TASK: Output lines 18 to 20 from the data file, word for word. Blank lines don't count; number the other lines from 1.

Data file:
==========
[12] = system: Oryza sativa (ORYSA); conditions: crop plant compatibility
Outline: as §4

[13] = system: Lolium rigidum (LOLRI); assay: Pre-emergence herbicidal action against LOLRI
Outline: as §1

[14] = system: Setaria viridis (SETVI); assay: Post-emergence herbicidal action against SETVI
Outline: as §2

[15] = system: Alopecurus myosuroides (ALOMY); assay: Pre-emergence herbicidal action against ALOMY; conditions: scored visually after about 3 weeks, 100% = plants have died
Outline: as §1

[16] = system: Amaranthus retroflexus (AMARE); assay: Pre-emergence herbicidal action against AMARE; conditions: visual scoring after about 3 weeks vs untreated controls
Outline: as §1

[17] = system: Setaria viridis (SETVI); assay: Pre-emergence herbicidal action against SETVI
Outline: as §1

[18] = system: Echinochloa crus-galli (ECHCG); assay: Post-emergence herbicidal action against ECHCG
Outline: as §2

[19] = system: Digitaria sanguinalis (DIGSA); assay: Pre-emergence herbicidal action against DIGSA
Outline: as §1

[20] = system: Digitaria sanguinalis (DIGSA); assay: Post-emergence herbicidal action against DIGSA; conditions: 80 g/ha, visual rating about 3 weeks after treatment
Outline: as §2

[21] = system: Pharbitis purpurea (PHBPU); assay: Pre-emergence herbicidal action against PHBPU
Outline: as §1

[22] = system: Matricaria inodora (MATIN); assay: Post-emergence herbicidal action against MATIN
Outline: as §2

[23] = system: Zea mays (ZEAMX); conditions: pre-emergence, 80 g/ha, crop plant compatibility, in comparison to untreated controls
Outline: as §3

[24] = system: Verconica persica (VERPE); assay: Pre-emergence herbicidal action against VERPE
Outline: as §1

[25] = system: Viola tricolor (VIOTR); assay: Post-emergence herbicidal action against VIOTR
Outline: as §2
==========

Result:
Outline: as §2

[21] = system: Pharbitis purpurea (PHBPU); assay: Pre-emergence herbicidal action against PHBPU
Outline: as §1